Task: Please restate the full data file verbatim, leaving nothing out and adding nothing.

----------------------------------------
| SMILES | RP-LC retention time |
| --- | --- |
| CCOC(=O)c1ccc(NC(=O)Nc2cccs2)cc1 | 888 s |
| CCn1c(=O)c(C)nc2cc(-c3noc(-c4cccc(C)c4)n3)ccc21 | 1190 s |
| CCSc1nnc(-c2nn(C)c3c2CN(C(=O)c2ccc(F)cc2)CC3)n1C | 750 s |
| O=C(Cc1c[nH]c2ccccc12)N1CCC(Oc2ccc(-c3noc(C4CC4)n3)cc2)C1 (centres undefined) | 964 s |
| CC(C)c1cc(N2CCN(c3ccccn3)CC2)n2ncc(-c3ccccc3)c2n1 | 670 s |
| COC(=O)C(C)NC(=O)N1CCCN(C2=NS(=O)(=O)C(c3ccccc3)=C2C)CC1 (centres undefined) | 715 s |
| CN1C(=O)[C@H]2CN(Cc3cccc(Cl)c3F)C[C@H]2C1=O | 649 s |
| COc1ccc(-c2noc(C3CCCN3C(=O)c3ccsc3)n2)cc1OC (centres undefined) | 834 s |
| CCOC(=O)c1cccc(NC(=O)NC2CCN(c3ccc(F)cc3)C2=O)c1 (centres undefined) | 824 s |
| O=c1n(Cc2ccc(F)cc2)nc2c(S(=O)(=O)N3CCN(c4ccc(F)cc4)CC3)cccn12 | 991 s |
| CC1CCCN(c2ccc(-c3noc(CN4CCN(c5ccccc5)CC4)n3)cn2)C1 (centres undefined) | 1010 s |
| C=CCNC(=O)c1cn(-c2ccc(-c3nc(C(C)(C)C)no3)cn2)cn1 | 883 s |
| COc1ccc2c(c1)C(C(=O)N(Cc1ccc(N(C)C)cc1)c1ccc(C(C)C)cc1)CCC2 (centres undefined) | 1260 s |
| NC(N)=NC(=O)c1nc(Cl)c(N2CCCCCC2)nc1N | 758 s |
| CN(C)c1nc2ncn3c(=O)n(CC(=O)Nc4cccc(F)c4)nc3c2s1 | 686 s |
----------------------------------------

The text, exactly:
| SMILES | RP-LC retention time |
| --- | --- |
| CCOC(=O)c1ccc(NC(=O)Nc2cccs2)cc1 | 888 s |
| CCn1c(=O)c(C)nc2cc(-c3noc(-c4cccc(C)c4)n3)ccc21 | 1190 s |
| CCSc1nnc(-c2nn(C)c3c2CN(C(=O)c2ccc(F)cc2)CC3)n1C | 750 s |
| O=C(Cc1c[nH]c2ccccc12)N1CCC(Oc2ccc(-c3noc(C4CC4)n3)cc2)C1 (centres undefined) | 964 s |
| CC(C)c1cc(N2CCN(c3ccccn3)CC2)n2ncc(-c3ccccc3)c2n1 | 670 s |
| COC(=O)C(C)NC(=O)N1CCCN(C2=NS(=O)(=O)C(c3ccccc3)=C2C)CC1 (centres undefined) | 715 s |
| CN1C(=O)[C@H]2CN(Cc3cccc(Cl)c3F)C[C@H]2C1=O | 649 s |
| COc1ccc(-c2noc(C3CCCN3C(=O)c3ccsc3)n2)cc1OC (centres undefined) | 834 s |
| CCOC(=O)c1cccc(NC(=O)NC2CCN(c3ccc(F)cc3)C2=O)c1 (centres undefined) | 824 s |
| O=c1n(Cc2ccc(F)cc2)nc2c(S(=O)(=O)N3CCN(c4ccc(F)cc4)CC3)cccn12 | 991 s |
| CC1CCCN(c2ccc(-c3noc(CN4CCN(c5ccccc5)CC4)n3)cn2)C1 (centres undefined) | 1010 s |
| C=CCNC(=O)c1cn(-c2ccc(-c3nc(C(C)(C)C)no3)cn2)cn1 | 883 s |
| COc1ccc2c(c1)C(C(=O)N(Cc1ccc(N(C)C)cc1)c1ccc(C(C)C)cc1)CCC2 (centres undefined) | 1260 s |
| NC(N)=NC(=O)c1nc(Cl)c(N2CCCCCC2)nc1N | 758 s |
| CN(C)c1nc2ncn3c(=O)n(CC(=O)Nc4cccc(F)c4)nc3c2s1 | 686 s |